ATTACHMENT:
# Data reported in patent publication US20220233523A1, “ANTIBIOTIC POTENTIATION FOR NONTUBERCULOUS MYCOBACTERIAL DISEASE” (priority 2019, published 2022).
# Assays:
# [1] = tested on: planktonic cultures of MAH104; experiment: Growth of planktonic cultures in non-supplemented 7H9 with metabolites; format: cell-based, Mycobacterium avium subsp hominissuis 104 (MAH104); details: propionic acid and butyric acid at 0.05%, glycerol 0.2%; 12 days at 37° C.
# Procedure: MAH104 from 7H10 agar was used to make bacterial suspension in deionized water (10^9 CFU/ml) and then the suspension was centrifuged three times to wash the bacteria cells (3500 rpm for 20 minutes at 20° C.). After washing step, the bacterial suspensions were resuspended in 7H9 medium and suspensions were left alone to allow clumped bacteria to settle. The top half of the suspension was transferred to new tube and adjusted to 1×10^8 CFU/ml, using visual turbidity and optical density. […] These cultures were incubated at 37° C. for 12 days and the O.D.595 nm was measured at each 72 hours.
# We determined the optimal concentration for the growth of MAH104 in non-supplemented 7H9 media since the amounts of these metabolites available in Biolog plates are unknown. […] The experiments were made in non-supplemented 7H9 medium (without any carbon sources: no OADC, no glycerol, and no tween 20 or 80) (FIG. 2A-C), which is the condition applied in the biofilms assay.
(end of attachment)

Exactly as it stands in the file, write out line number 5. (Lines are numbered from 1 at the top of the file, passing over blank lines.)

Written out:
# We determined the optimal concentration for the growth of MAH104 in non-supplemented 7H9 media since the amounts of these metabolites available in Biolog plates are unknown. […] The experiments were made in non-supplemented 7H9 medium (without any carbon sources: no OADC, no glycerol, and no tween 20 or 80) (FIG. 2A-C), which is the condition applied in the biofilms assay.